California Condemned to Repeat Past Mistakes

California Condemned to Repeat Past Mistakes

December 18, 2022

California’s cannabis mess

George Santayana wasn’t talking about California or marijuana when he said that “those who cannot remember the past are condemned to repeat it.”

But his often-quoted observation certainly applies to the Golden State after Proposition 64.

So, let’s start with a little history.

In 1996, voters approved Proposition 215, allowing the use of marijuana for medical purposes. The initiative offered next to no guidance about cultivation and distribution, banking and product safety, environmental degradation from illegal grows, or much of anything else.

State lawmakers looked the other way through almost two decades of chaos until state Sen. Mike McGuire and Assembly Jim Wood spent most of 2015 clearing the smoke and crafting a comprehensive seed to- sale regulatory system.

Despite all their work, the plan was never fully implemented.

Proposition 64 hit the ballot in 2016. It was presented to voters as legalizing marijuana for recreational use. As we noted at the time, simple possession already was an infraction — like driving with expired license plates — and it didn’t require a 30,415-word initiative to change that.

Many cannabis growers were skeptical of the initiative — with good reason.

Proposition 64, which was bankrolled by former Facebook President Sean Parker and championed by then-Lt. Gov. Gavin Newsom, created the framework for a vertically integrated marijuana industry, with promises of up to $1 billion a year in tax revenue, local control over retail sales and an end to illegal grows on public lands with dangerous pesticides, stolen water and armed guards.

Six years later, and despite the promises and all the statutory verbiage, Proposition 64 has recreated the Wild West that McGuire and Wood set out to tame.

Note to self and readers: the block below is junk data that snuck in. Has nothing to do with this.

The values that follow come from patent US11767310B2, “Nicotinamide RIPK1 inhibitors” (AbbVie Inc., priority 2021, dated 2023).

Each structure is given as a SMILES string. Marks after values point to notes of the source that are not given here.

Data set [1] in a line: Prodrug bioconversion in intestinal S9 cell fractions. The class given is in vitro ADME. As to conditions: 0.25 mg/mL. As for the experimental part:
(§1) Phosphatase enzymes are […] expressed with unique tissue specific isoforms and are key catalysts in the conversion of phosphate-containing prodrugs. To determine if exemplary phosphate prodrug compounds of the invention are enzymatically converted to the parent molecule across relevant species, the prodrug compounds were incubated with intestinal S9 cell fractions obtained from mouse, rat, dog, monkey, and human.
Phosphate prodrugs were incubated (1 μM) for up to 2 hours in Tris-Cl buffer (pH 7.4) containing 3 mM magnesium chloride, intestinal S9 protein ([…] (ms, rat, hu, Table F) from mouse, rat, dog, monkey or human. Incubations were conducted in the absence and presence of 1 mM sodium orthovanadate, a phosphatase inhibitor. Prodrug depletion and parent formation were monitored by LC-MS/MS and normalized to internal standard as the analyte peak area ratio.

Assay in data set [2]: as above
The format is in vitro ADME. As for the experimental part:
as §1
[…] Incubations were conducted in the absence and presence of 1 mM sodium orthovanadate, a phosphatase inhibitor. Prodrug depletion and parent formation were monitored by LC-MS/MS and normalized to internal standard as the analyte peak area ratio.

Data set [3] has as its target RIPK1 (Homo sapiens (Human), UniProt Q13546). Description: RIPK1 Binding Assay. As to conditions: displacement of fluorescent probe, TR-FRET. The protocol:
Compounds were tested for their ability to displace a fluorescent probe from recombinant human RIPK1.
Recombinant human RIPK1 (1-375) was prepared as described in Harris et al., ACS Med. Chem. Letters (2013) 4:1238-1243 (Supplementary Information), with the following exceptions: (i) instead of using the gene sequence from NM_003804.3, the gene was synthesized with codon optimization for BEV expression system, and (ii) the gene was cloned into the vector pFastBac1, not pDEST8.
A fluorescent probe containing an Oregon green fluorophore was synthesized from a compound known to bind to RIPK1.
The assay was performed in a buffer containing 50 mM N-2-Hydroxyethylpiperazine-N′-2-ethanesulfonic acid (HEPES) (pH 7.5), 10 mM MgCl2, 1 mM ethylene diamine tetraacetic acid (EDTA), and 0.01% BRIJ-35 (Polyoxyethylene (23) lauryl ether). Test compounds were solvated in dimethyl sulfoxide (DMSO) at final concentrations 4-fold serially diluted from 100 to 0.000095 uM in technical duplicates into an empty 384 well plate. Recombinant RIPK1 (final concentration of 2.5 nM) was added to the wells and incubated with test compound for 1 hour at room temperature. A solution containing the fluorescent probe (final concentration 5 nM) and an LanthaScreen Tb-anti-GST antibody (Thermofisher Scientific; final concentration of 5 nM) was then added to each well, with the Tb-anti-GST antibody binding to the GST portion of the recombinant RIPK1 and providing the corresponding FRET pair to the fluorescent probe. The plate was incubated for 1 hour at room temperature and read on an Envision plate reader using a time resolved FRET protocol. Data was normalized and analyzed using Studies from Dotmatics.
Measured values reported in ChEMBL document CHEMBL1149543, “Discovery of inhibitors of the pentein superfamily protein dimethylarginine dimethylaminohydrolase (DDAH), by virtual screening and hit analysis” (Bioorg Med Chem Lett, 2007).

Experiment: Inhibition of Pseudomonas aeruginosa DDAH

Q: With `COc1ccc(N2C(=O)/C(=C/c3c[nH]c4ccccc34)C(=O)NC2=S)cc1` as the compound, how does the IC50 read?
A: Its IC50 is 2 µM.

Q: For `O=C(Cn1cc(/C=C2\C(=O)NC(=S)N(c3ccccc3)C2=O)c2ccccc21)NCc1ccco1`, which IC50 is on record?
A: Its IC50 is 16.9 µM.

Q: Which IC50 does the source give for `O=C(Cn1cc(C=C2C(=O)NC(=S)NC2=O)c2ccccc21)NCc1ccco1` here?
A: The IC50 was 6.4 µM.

As The Press Democrat’s Andrew Graham reported this past week, many growers have gone unpaid for their crops and fear losing their property, while some have returned to illegal cultivation to survive. Wholesale and retail businesses have popped up and collapsed.

Tax revenue hasn’t come close to rosy preelection forecasts, yet complaints echo across the cannabis-sphere about confiscatory taxes as well as the red tape involved with going legal. Many communities have exercised their option to prohibit marijuana sales, drawing protests from prospective buyers and sellers. Wholesale prices have collapsed because California produces far more cannabis than gets used here, and exports aren’t legal.

Illegal grows remain a huge problem, and Proposition 64 made the offense a misdemeanor, providing little disincentive for lawbreakers responsible for violence and environmental damage.

In short, Proposition 64 doesn’t appear to be working for anyone.

As we noted before the election in 2016: “If we learned anything from California’s medicinal marijuana law it’s the danger of passing a poorly worded ballot measure with the intent to fix it at some later date.”

This time, we hope, lawmakers won’t wait 19 years to act.

To be clear, the Legislature didn’t make a hash of the recreational cannabis market. Proposition 64 was drafted by people who saw profit potential and didn’t want to wait for Sacramento. But any fix almost certainly will fall to the Legislature.

We urge lawmakers to follow the example of McGuire and Wood. Perhaps Newsom, who was the public face of Proposition 64, could appoint a panel of stakeholders and experts to recommend changes, which may ultimately require another statewide vote.

California is not going to reverse course on recreational use of cannabis, but it’s time to declare Proposition 64 a failure and come up with a better approach.